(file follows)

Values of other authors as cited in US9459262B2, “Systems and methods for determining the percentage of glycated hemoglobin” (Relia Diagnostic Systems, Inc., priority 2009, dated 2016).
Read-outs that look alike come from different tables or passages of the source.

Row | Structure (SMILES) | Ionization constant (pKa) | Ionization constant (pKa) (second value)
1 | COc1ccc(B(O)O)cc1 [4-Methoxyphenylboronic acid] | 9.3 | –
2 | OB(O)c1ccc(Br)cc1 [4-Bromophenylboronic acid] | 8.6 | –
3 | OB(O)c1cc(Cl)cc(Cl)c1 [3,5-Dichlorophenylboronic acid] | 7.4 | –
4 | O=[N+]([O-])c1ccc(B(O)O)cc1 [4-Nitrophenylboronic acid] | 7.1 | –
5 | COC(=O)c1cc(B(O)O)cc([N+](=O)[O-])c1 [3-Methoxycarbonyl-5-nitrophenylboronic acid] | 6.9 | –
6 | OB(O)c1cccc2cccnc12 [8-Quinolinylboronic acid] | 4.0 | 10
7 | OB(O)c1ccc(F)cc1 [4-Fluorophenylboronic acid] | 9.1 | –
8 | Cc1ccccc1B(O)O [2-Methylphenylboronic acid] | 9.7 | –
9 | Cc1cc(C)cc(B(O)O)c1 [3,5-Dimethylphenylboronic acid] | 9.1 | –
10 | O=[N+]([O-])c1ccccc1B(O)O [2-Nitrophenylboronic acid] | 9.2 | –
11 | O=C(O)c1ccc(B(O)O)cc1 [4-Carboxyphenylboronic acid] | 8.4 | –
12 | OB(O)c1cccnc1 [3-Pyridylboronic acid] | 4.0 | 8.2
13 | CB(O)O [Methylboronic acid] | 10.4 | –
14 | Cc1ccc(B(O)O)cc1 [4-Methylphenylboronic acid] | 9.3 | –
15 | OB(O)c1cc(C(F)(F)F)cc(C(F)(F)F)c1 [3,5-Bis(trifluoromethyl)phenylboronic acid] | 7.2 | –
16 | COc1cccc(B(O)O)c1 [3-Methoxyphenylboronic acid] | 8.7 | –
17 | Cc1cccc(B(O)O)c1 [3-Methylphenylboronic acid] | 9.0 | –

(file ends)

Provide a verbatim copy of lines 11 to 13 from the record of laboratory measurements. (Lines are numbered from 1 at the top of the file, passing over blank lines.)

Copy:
8 | Cc1ccccc1B(O)O [2-Methylphenylboronic acid] | 9.7 | –
9 | Cc1cc(C)cc(B(O)O)c1 [3,5-Dimethylphenylboronic acid] | 9.1 | –
10 | O=[N+]([O-])c1ccccc1B(O)O [2-Nitrophenylboronic acid] | 9.2 | –